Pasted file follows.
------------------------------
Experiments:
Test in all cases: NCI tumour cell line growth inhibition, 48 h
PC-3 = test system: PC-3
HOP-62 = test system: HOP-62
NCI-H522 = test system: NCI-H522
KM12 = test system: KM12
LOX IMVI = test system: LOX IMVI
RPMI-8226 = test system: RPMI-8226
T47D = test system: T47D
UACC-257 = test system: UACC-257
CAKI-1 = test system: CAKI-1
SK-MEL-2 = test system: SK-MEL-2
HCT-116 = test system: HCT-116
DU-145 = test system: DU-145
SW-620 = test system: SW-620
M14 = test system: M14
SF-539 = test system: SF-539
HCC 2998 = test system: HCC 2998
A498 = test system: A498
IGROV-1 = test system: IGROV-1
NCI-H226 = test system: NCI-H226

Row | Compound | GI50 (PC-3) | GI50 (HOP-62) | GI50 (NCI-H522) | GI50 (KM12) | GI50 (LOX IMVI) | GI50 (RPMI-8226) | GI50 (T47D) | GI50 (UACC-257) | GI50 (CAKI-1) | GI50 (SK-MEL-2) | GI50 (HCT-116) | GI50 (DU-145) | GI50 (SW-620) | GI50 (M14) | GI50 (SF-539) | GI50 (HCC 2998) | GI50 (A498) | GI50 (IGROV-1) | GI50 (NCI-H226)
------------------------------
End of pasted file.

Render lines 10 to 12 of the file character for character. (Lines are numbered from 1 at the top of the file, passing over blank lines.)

UACC-257 = test system: UACC-257
CAKI-1 = test system: CAKI-1
SK-MEL-2 = test system: SK-MEL-2